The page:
This is symptomatic of the anarchy still prevailing in this country.
Catholic Church officials say Muslim rebel fighters stormed cathedral where thousands of Christian civilians had taken refuge
Rebel fighters and armed Muslim civilians have killed “many” people in an attack on a church compound in the Central African Republic where thousands of civilians had taken refuge, Catholic Church officials said.
Monday’s attack in Bambari, 236 miles northeast of the capital Bangui, came just a day before French Defence Minister Jean-Yves Le Drian was due to visit the town, where a grenade attack injured seven French soldiers last week.
Church officials said fighters from the Seleka rebel movement and armed civilians from the town’s Muslim community entered St. Joseph’s Cathedral around 3 pm. (1400 GMT).
“We don’t have the exact death toll yet, but many people have been killed. As I’m speaking to you, they are still there,” the Rev. Jesus Martial Dembele, vicar general for the archdiocese of Bangui, told Reuters.
As details began to emerge of the attack, an official with the African Union peacekeeping mission said that at least 20 people had been killed and another 25 wounded, though this could not be independently confirmed.
Between 4,000 and 6,000 mainly Christian civilians live at the cathedral, church officials said.
The Rev. Firmin Gbagoua, a priest at the cathedral, said the attackers believed that Christian militia fighters, known as anti-balaka or anti-machete, were based inside.
“They came in. They are killing people,” a nun inside the compound told Reuters during the attack before quickly hanging up the phone. Further attempts to reach her were unsuccessful.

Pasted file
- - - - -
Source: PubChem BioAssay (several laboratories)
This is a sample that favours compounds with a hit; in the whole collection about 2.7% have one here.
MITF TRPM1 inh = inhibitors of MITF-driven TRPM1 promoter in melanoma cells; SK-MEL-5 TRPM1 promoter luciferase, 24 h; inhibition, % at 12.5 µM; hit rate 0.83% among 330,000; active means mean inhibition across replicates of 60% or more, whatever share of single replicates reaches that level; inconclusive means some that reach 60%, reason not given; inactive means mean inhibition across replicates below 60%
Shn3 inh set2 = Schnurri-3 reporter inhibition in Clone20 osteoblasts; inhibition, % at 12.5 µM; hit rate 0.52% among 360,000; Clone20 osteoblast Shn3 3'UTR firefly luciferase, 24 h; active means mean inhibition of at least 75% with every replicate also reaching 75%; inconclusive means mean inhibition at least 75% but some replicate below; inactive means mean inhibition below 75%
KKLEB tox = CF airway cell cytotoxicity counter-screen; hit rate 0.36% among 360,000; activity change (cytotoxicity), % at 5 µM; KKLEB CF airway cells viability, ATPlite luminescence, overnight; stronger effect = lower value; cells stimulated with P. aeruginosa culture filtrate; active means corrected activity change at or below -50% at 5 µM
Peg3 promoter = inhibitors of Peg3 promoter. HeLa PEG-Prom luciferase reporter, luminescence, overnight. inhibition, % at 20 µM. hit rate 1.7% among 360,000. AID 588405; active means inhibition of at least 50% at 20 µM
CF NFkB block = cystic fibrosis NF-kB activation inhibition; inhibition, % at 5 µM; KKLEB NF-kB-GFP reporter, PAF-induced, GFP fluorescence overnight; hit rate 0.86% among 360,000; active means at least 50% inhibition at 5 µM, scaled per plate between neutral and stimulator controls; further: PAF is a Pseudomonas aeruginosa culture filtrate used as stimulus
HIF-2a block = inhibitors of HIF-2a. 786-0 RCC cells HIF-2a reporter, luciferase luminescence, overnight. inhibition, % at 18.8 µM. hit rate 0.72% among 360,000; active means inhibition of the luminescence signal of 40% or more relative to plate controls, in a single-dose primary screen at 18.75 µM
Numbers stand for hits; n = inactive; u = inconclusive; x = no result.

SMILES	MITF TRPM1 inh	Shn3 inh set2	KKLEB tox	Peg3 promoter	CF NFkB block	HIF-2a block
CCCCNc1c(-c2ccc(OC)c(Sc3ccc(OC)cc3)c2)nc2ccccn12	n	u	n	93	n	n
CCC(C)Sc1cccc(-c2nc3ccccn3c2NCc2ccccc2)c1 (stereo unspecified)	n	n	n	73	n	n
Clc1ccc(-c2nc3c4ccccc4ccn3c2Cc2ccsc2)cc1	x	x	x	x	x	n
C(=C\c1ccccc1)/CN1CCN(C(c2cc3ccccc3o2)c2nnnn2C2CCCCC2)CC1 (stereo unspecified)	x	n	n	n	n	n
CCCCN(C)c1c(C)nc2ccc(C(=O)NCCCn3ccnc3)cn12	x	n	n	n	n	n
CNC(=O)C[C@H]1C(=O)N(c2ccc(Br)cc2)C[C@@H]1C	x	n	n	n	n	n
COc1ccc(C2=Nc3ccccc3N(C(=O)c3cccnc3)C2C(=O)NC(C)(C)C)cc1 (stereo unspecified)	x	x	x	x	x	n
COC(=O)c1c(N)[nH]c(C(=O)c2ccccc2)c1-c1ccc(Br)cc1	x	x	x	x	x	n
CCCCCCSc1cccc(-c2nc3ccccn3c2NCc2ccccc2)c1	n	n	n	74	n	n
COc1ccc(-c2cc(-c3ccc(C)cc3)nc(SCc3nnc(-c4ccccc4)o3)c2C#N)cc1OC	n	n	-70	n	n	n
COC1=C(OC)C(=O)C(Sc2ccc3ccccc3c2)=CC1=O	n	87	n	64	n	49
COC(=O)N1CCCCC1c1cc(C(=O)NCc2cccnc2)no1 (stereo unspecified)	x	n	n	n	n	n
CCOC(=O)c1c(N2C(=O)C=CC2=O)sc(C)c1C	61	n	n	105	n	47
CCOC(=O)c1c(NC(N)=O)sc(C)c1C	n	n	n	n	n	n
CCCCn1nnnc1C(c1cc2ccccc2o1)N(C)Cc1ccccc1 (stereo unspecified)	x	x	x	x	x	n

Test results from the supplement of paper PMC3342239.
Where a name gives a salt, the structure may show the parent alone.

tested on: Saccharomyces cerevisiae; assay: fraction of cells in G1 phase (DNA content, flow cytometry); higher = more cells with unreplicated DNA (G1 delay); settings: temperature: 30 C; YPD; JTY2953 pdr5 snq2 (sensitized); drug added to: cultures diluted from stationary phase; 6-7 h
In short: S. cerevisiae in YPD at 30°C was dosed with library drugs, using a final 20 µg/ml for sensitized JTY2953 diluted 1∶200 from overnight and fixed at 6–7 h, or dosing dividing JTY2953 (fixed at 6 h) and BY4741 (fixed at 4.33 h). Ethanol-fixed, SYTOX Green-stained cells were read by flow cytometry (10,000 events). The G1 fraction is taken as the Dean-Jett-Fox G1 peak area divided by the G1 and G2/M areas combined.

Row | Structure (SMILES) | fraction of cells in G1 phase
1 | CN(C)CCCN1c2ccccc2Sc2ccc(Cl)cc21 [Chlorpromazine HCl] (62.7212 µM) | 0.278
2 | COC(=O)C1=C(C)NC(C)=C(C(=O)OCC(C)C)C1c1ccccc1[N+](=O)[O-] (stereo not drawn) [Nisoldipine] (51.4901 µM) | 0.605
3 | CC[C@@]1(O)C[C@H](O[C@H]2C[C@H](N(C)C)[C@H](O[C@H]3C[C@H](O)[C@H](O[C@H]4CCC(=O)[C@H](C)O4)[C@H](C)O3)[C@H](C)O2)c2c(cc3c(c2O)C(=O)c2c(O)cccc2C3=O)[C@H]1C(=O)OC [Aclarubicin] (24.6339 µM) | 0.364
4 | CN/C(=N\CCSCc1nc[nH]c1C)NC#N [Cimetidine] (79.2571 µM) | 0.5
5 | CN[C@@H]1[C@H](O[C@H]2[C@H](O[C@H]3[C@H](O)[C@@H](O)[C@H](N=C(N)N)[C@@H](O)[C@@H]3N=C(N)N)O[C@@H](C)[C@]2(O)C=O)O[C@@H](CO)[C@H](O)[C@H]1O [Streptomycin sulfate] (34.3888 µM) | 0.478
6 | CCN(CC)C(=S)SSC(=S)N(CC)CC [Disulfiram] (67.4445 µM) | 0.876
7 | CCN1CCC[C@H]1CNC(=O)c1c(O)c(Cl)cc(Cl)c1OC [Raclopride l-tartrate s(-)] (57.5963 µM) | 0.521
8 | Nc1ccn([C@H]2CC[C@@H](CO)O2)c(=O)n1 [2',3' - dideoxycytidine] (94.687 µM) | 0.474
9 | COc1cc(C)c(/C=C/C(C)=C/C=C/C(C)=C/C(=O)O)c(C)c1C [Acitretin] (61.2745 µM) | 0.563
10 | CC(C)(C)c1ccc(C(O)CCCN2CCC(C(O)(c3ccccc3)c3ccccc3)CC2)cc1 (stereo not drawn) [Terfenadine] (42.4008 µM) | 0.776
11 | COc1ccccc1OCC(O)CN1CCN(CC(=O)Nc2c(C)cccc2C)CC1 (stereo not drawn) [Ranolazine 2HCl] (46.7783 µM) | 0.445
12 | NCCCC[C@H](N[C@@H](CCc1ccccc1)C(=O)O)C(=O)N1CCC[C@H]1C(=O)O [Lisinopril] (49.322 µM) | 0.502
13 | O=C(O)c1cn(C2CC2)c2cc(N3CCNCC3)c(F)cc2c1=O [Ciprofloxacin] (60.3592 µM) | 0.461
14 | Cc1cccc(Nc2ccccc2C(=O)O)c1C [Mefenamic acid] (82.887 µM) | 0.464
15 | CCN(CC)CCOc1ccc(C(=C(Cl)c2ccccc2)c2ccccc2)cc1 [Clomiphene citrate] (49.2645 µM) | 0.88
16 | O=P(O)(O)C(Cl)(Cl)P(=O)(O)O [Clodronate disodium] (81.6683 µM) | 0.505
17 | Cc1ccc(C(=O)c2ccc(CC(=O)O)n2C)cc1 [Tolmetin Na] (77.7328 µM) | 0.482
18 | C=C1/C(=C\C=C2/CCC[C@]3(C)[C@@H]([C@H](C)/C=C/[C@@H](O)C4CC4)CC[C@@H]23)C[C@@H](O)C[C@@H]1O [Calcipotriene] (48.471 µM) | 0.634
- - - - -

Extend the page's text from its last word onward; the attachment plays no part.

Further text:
Bambari is home to Seleka’s military headquarters.
A Seleka official told Reuters the group had been attacked by anti-balaka fighters in a majority Muslim neighbourhood. One Muslim civilian was killed in the clash, he said.
“All we did was retaliate,” said Ahmat Negad, one of the group’s spokesmen in Bambari.
The Catholic Church’s Dembele accused the French forces of not stepping in to prevent the attack.
However, a French military spokesman said French troops had intervened around 4 pm (1500 GMT) and took up positions between a mainly Muslim crowd including Seleka fighters and a large group of Christians when they came under small arms fire.
“We immediately returned fire and in all likelihood inflicted losses on that group,” the military spokesman, Gilles Jaron, said. He declined to say by which group he believed the shots had been fired.
“Currently we are present around the bishopric to protect that population,” he said.
A resident of Bambari said a French military helicopter was flying over the town by late afternoon.
“To avoid clashes between groups that seek only hatred and vengeance, these groups must accept a peace process, accept a ceasefire,” Le Drian, the French foreign minister, who arrived in Bangui on Monday, said in reference to the worsening violence in Bambari.
Bambari sits on a fault line that has emerged across the country, where over a year of violence has killed thousands, forced a million from their homes and sent most Muslims fleeing into northern zones closer to Chad and Sudan.
At least 22 people were killed there in fighting last month.
The violence stems back to the takeover of the majority Christian country last year by the mostly Muslim Seleka rebel group, whose time in power was marked by a string of rights abuses that spawned the Christian militia.
Seleka stepped down earlier this year under intense international pressure. But a weak interim government has failed to stamp its authority on the country and violence continues despite the presence of about 6,000 African Union peacekeepers and 2,000 French soldiers.
French soldiers also make up part of a European Union military force deployed in the capital.
In addition to the seven French soldiers injured in Bambari on Thursday, three others were injured in another grenade attack in Bangui the following day as they were assisting Central African forces attempting to arrest the leaders of armed groups.
Edited by Hannah Strange